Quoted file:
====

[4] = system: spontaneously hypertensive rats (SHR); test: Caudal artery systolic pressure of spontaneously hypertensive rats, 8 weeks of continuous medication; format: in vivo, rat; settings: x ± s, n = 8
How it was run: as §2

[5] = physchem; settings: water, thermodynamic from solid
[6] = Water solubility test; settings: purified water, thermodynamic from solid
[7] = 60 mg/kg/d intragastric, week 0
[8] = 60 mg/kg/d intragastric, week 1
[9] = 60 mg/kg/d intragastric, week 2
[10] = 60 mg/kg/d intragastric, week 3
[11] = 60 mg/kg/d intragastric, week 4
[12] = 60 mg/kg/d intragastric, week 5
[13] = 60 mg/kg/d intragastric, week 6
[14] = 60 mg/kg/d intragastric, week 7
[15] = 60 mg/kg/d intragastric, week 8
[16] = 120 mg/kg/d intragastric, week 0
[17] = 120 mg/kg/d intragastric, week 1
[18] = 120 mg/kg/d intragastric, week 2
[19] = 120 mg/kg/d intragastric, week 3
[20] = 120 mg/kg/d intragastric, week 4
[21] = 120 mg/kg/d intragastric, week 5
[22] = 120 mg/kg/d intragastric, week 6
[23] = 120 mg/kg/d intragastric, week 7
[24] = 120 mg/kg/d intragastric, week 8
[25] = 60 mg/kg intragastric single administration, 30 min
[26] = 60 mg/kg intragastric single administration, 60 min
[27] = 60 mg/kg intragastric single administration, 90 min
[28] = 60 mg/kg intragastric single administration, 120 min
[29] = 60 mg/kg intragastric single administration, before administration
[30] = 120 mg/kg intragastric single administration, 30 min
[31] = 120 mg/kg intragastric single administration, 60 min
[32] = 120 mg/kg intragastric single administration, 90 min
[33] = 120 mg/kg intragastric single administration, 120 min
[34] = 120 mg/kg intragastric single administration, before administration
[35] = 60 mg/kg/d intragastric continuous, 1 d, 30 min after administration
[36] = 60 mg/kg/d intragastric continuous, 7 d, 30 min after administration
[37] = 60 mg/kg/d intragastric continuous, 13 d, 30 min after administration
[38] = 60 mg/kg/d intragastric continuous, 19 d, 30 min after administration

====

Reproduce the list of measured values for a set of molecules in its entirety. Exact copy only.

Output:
[4] = system: spontaneously hypertensive rats (SHR); test: Caudal artery systolic pressure of spontaneously hypertensive rats, 8 weeks of continuous medication; format: in vivo, rat; settings: x ± s, n = 8
How it was run: as §2

[5] = physchem; settings: water, thermodynamic from solid
[6] = Water solubility test; settings: purified water, thermodynamic from solid
[7] = 60 mg/kg/d intragastric, week 0
[8] = 60 mg/kg/d intragastric, week 1
[9] = 60 mg/kg/d intragastric, week 2
[10] = 60 mg/kg/d intragastric, week 3
[11] = 60 mg/kg/d intragastric, week 4
[12] = 60 mg/kg/d intragastric, week 5
[13] = 60 mg/kg/d intragastric, week 6
[14] = 60 mg/kg/d intragastric, week 7
[15] = 60 mg/kg/d intragastric, week 8
[16] = 120 mg/kg/d intragastric, week 0
[17] = 120 mg/kg/d intragastric, week 1
[18] = 120 mg/kg/d intragastric, week 2
[19] = 120 mg/kg/d intragastric, week 3
[20] = 120 mg/kg/d intragastric, week 4
[21] = 120 mg/kg/d intragastric, week 5
[22] = 120 mg/kg/d intragastric, week 6
[23] = 120 mg/kg/d intragastric, week 7
[24] = 120 mg/kg/d intragastric, week 8
[25] = 60 mg/kg intragastric single administration, 30 min
[26] = 60 mg/kg intragastric single administration, 60 min
[27] = 60 mg/kg intragastric single administration, 90 min
[28] = 60 mg/kg intragastric single administration, 120 min
[29] = 60 mg/kg intragastric single administration, before administration
[30] = 120 mg/kg intragastric single administration, 30 min
[31] = 120 mg/kg intragastric single administration, 60 min
[32] = 120 mg/kg intragastric single administration, 90 min
[33] = 120 mg/kg intragastric single administration, 120 min
[34] = 120 mg/kg intragastric single administration, before administration
[35] = 60 mg/kg/d intragastric continuous, 1 d, 30 min after administration
[36] = 60 mg/kg/d intragastric continuous, 7 d, 30 min after administration
[37] = 60 mg/kg/d intragastric continuous, 13 d, 30 min after administration
[38] = 60 mg/kg/d intragastric continuous, 19 d, 30 min after administration